Home Sweet Home… For Dementia

UCSD Event_Picture 6_091416When first planning a new concept in dementia living in The Netherlands, Yvonne Van Amerongen had trouble explaining that she wanted a real world village — not the sterile confines of a nursing home.

“It took us three months to explain to the first architect what a normal house meant,” says Van Amerongen during a recent appearance at San Francisco’s Aging 2.0 conference.

Since opening in 1993 just outside Amsterdam, de Hogeweyk village has been heralded as a beacon for dementia care. With personal kitchens and terraces, a theater, hair salon, grocery store, theater, pub, restaurant, and plenty of room to roam, its 152 advanced dementia residents live a life of surprising freedom in a “facility” where no one wears a uniform.

It has spawned fascination and development plans worldwide, including a December opening in New Zealand.

But not, so far, in the United States.

“Their first question was ‘How often have you been sued?’” sighs Van Amerongen, recalling a meeting with a group of American visitors. “They say ‘I’m going to find the investors’ and so forth. But the investors don’t believe it.”

Scott Tarde does.

Tarde is the driving force behind Town Square, a small dementia-friendly “city” now being constructed inside an industrial complex in Chula Vista just south of San Diego.

Tarde serves as CEO for the George G. Glenner Alzheimer’s Family Centers, which operates three adult day centers in the San Diego area. (Town Square will be its fourth.)

At Town Square, set designers from the San Diego Opera are busy creating 25 storefronts: a movie theater, City Hall, a 1950’s-style diner, barber and beauty shops, a sports bar, pet shop, library, and art studio, along with street lamps, phone booths and a newsstand. Neighborhoods will include Olde Towne, Gaslamp Commons, Pacific Plaza, Little Italia, Balboa Greens, and Armed Forces Avenue.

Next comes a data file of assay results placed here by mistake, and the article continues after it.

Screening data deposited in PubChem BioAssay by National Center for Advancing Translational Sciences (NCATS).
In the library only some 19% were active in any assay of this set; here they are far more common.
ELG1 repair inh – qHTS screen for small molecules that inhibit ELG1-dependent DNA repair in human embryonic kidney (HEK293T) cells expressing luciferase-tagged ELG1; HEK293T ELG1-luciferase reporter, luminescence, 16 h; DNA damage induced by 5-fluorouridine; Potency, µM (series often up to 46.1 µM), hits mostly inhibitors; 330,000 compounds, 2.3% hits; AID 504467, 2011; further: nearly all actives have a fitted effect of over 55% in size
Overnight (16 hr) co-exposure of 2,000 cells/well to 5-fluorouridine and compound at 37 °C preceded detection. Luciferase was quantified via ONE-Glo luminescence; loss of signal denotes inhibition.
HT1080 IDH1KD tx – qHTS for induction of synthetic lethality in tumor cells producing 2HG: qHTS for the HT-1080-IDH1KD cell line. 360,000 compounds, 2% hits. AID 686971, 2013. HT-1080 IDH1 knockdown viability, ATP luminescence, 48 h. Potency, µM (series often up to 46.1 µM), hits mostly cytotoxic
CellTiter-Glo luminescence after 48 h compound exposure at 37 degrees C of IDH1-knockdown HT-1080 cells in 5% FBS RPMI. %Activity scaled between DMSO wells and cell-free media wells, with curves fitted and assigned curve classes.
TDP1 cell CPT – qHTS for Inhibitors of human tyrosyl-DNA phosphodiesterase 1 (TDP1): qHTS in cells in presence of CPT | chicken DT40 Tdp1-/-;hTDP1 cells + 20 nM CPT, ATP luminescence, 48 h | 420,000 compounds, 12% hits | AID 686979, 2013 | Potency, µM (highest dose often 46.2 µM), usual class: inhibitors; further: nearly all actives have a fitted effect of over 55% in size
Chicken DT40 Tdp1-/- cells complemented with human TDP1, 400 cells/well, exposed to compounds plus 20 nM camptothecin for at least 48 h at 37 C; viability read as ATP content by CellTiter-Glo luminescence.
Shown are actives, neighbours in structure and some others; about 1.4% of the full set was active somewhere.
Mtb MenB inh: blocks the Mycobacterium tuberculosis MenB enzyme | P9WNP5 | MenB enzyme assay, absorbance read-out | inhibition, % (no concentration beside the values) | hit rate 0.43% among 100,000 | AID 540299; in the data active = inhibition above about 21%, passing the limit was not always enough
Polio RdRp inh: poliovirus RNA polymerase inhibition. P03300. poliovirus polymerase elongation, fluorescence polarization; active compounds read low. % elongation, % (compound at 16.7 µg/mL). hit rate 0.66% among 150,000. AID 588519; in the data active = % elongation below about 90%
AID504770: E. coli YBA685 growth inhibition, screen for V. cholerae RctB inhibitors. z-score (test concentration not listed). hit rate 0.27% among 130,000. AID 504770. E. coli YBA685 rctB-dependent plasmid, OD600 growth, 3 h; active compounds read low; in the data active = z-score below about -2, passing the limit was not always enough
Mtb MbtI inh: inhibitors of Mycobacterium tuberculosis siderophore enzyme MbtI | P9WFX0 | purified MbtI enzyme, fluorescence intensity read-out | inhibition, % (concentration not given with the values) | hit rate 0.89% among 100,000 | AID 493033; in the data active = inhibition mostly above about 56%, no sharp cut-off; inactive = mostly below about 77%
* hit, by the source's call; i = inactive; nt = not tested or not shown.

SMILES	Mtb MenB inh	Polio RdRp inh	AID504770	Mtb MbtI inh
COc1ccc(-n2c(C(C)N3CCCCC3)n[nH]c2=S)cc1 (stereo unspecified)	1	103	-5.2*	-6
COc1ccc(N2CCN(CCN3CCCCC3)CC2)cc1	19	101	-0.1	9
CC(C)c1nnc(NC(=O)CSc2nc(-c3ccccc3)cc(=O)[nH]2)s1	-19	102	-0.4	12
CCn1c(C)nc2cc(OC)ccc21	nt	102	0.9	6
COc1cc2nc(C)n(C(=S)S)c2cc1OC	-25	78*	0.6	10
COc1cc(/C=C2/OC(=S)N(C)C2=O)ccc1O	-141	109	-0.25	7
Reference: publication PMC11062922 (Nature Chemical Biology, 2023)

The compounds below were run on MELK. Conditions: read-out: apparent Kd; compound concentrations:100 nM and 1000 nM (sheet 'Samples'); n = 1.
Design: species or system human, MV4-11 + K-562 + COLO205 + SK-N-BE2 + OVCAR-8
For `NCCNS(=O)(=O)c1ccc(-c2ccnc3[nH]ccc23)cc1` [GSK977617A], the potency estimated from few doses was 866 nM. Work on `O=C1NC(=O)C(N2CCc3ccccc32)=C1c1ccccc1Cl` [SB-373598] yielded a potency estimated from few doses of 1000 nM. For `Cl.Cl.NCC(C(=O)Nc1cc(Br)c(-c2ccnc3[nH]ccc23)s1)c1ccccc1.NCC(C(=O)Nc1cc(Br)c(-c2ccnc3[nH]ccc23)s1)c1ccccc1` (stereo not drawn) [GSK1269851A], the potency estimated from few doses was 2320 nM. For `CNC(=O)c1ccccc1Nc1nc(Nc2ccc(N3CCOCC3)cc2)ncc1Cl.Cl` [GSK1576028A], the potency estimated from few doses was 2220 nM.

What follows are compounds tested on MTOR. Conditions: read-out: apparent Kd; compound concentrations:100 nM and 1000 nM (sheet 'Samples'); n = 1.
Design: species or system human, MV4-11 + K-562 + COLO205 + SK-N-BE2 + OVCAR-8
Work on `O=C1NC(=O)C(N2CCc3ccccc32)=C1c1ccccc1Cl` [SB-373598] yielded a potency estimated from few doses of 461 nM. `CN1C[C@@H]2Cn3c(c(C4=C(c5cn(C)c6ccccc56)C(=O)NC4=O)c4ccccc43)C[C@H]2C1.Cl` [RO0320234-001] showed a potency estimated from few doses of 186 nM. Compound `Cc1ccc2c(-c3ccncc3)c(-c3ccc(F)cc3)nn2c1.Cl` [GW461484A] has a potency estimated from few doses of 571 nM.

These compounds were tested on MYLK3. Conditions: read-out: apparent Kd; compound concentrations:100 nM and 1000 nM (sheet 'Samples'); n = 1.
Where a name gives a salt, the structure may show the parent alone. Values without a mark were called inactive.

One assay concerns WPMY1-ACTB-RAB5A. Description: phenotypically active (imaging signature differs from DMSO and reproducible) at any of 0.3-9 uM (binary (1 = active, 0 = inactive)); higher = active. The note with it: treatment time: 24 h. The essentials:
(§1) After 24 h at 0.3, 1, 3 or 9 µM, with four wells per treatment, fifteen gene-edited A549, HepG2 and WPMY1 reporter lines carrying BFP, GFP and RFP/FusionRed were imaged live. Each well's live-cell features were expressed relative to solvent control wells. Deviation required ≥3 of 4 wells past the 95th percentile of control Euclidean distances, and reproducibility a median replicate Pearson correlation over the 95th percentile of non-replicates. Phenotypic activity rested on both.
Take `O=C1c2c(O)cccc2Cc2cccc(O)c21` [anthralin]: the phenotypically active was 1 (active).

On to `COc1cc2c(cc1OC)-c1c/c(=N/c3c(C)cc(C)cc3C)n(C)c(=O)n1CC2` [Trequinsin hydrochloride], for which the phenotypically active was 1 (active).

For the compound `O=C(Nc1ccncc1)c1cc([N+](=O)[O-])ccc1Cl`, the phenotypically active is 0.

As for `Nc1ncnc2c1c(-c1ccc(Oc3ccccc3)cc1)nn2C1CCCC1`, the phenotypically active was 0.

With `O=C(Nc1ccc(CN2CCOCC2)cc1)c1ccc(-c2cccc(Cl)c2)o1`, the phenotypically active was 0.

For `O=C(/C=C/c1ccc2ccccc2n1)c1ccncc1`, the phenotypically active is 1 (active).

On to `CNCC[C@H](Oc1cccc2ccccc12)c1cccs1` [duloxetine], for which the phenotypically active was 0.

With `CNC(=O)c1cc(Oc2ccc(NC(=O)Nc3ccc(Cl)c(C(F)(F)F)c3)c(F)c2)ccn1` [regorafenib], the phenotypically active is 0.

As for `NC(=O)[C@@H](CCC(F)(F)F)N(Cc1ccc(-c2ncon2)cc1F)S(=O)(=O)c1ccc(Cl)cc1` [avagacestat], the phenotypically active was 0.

The goal: a completely immersive experience.

Although the stores won’t have actual staff — there are no barbers or beauticians — visitors can still see classic movies in the theater, shoot pool in the bar, eat catered hot lunches in the diner, and try on vintage clothes in the department store.

Tarde was inspired to create Town Square after his daughter returned from Junior Achievement’s BizTown, a city where kids shop while improving their financial literacy.

The psychological core of Town Square is Reminiscence therapy, which taps into the bountiful memories of an earlier time and spawns greater psychological and emotional health. Tarde says the years from 15 through 35 in particular create life’s most cherished memories.

“To be able to create an environment that allows people to unlock those strongest long-term memories, I truly believe will be transformative,” he says.

Yet there are significant differences between the Netherlands’ de Hogeweyk village and California’s Town Square.

Instead of 24/7 residential living, Town Square is being built for short-term adult day care — which typically provides respite for overworked caregivers six or eight hours a day. Town Square hopes to extend these hours to make care available for 12 hours daily, allowing family members to work a full day.